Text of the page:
Mineral leakages: Technology to the rescue


THE Zimbabwe Revenue Authority (Zimra) has acquired new technology to help plug revenue leakages, particularly from minerals.

Staff Writer

Zimra commissioner general Gershom Pasi said the revenue collector had acquired new state-of-the-art mobile scanners and fixed scanners that are being installed at various ports of entry as part of the initiative.

“We are also going to acquire body scanners in due course and this should help in terms of mineral leakages,” Pasi said.

“Our staff are being trained continuously, especially on minerals because it’s a bit complex and also new minerals are being discovered in the country.”

Pasi told a Confederation of Zimbabwe Industries business ethics symposium Zimra was using new Information Communication Technology to curb corruption.

“We have gone to the use of technology in a big way to ensure data integrity and prevent fraud and human error. In the next 18 months from now, we will be seeing a transformed revenue authority,”
Pasi said.

Zimra had put in place self-assessment systems, scanners, electronic banking as well as electronic systems for the payment of duties and taxes, among other technologies, to reduce corruption.

Pasi’s statements on mining revenues come after newly-appointed Mines minister Walter Chidhakwa recently said all cases of corruption in the extractive industry would be dealt with to ensure transparency and accountability.

Government has been pushing for capacitation of Zimra to effectively collect taxes and royalties to curb corruption that has cost the country millions of dollars through mineral leakages, given the significant contribution of the sector to revenues.

In the first half of 2013, Zimra reported that mining companies paid US$81,1 million to the revenue collector.

In his 2012 mid-term fiscal policy review, former Finance minister Tendai Biti proposed to involve Zimra in all mining operations, from extraction to marketing to ensure transparency in the production, valuation and marketing of minerals.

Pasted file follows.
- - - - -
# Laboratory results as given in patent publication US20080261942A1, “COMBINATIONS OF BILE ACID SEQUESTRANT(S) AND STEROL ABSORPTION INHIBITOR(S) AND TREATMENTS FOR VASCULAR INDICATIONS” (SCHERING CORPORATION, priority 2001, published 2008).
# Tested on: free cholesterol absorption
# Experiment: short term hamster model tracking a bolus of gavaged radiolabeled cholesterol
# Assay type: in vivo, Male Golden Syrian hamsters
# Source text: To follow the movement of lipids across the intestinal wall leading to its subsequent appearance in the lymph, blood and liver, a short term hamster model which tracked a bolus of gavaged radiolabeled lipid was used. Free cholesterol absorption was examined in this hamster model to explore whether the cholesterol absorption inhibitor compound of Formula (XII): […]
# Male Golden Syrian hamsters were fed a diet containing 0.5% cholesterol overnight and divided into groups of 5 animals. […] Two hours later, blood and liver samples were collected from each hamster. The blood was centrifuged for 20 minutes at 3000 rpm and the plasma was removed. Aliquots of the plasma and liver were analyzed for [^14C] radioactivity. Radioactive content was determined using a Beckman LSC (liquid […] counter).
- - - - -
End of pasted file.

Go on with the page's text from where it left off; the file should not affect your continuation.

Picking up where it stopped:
To that end, Zimra has been building capacity, especially in the grading and valuation of diamonds and other precious minerals. The revenue collector has been empowered to have physical presence at mines to facilitate monitoring of extraction, sorting, weighing, sealing and recording processes at mines.

Zimra is now empowered to monitor the receipting, storage, evaluation, grading, polishing as well as auctioning of minerals and the processing of export documents.

3 thoughts on “Mineral leakages: Technology to the rescue”

  1. Rob says:

    It does not help as Zimra is one of the most corrupt bodies in Zimbabwe. Look at the life styles of Customs Officers well above their salaries.

  2. Shonganiso says:

    @Rob, why single out Customs Officers only when Zimra is made up of Customs Officers and Tax officers. If Zimra is corrupt, then both sets of employees that make make up Zimra must be equally liable to those allegations. Customs officers tend to hog the limelight because they deal with the general public (private travellers paBeitbridge, Plumtree etc) whereas Tax officers deal with corporates. If you dig deeper you will be shocked at how corrupt those tax officers are!!!!. More so when they visit companies for tax audits.

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